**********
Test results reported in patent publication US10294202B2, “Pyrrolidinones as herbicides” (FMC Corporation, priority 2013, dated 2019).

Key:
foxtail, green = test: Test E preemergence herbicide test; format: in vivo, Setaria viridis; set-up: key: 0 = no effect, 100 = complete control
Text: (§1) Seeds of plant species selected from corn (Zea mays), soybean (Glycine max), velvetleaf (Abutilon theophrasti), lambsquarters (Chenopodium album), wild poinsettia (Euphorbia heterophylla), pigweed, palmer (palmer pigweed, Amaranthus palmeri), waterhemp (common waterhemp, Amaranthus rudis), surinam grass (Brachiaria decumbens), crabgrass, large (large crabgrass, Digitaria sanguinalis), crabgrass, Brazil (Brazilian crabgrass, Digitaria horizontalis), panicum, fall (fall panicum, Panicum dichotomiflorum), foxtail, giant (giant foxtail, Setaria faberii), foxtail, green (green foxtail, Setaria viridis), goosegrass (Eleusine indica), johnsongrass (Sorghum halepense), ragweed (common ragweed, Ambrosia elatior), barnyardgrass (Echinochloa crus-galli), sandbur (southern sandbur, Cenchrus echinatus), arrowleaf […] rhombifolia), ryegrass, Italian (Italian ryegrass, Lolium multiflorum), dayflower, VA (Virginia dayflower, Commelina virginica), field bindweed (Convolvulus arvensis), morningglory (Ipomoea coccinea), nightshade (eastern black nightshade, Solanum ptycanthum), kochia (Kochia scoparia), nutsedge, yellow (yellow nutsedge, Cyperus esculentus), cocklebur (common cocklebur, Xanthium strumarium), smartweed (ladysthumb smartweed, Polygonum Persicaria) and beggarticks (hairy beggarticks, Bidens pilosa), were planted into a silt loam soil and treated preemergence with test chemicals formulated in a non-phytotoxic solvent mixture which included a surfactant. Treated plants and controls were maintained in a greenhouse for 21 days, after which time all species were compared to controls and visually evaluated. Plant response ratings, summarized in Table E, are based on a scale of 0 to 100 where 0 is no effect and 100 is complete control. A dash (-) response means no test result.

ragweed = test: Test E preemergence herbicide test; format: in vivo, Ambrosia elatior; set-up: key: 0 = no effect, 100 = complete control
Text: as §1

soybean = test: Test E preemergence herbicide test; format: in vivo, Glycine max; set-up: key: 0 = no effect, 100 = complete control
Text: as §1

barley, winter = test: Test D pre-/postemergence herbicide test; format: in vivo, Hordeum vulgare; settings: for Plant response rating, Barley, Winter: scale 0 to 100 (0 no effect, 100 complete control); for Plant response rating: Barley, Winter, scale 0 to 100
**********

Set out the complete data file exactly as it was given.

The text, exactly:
Test results reported in patent publication US10294202B2, “Pyrrolidinones as herbicides” (FMC Corporation, priority 2013, dated 2019).

Key:
foxtail, green = test: Test E preemergence herbicide test; format: in vivo, Setaria viridis; set-up: key: 0 = no effect, 100 = complete control
Text: (§1) Seeds of plant species selected from corn (Zea mays), soybean (Glycine max), velvetleaf (Abutilon theophrasti), lambsquarters (Chenopodium album), wild poinsettia (Euphorbia heterophylla), pigweed, palmer (palmer pigweed, Amaranthus palmeri), waterhemp (common waterhemp, Amaranthus rudis), surinam grass (Brachiaria decumbens), crabgrass, large (large crabgrass, Digitaria sanguinalis), crabgrass, Brazil (Brazilian crabgrass, Digitaria horizontalis), panicum, fall (fall panicum, Panicum dichotomiflorum), foxtail, giant (giant foxtail, Setaria faberii), foxtail, green (green foxtail, Setaria viridis), goosegrass (Eleusine indica), johnsongrass (Sorghum halepense), ragweed (common ragweed, Ambrosia elatior), barnyardgrass (Echinochloa crus-galli), sandbur (southern sandbur, Cenchrus echinatus), arrowleaf […] rhombifolia), ryegrass, Italian (Italian ryegrass, Lolium multiflorum), dayflower, VA (Virginia dayflower, Commelina virginica), field bindweed (Convolvulus arvensis), morningglory (Ipomoea coccinea), nightshade (eastern black nightshade, Solanum ptycanthum), kochia (Kochia scoparia), nutsedge, yellow (yellow nutsedge, Cyperus esculentus), cocklebur (common cocklebur, Xanthium strumarium), smartweed (ladysthumb smartweed, Polygonum Persicaria) and beggarticks (hairy beggarticks, Bidens pilosa), were planted into a silt loam soil and treated preemergence with test chemicals formulated in a non-phytotoxic solvent mixture which included a surfactant. Treated plants and controls were maintained in a greenhouse for 21 days, after which time all species were compared to controls and visually evaluated. Plant response ratings, summarized in Table E, are based on a scale of 0 to 100 where 0 is no effect and 100 is complete control. A dash (-) response means no test result.

ragweed = test: Test E preemergence herbicide test; format: in vivo, Ambrosia elatior; set-up: key: 0 = no effect, 100 = complete control
Text: as §1

soybean = test: Test E preemergence herbicide test; format: in vivo, Glycine max; set-up: key: 0 = no effect, 100 = complete control
Text: as §1

barley, winter = test: Test D pre-/postemergence herbicide test; format: in vivo, Hordeum vulgare; settings: for Plant response rating, Barley, Winter: scale 0 to 100 (0 no effect, 100 complete control); for Plant response rating: Barley, Winter, scale 0 to 100